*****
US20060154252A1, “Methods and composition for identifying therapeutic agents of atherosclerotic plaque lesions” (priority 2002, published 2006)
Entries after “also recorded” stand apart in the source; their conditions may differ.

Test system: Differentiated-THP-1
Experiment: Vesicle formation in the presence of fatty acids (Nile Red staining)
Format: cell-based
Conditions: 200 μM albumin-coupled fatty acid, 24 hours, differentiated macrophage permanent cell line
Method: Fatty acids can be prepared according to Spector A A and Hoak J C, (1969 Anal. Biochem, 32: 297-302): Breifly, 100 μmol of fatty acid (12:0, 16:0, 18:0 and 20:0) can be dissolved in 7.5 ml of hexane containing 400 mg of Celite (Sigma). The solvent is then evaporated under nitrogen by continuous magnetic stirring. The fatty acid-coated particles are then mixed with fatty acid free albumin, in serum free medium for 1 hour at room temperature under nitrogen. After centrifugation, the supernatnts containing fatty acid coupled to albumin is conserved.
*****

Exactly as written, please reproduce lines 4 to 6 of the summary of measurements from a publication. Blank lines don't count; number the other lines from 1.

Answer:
Experiment: Vesicle formation in the presence of fatty acids (Nile Red staining)
Format: cell-based
Conditions: 200 μM albumin-coupled fatty acid, 24 hours, differentiated macrophage permanent cell line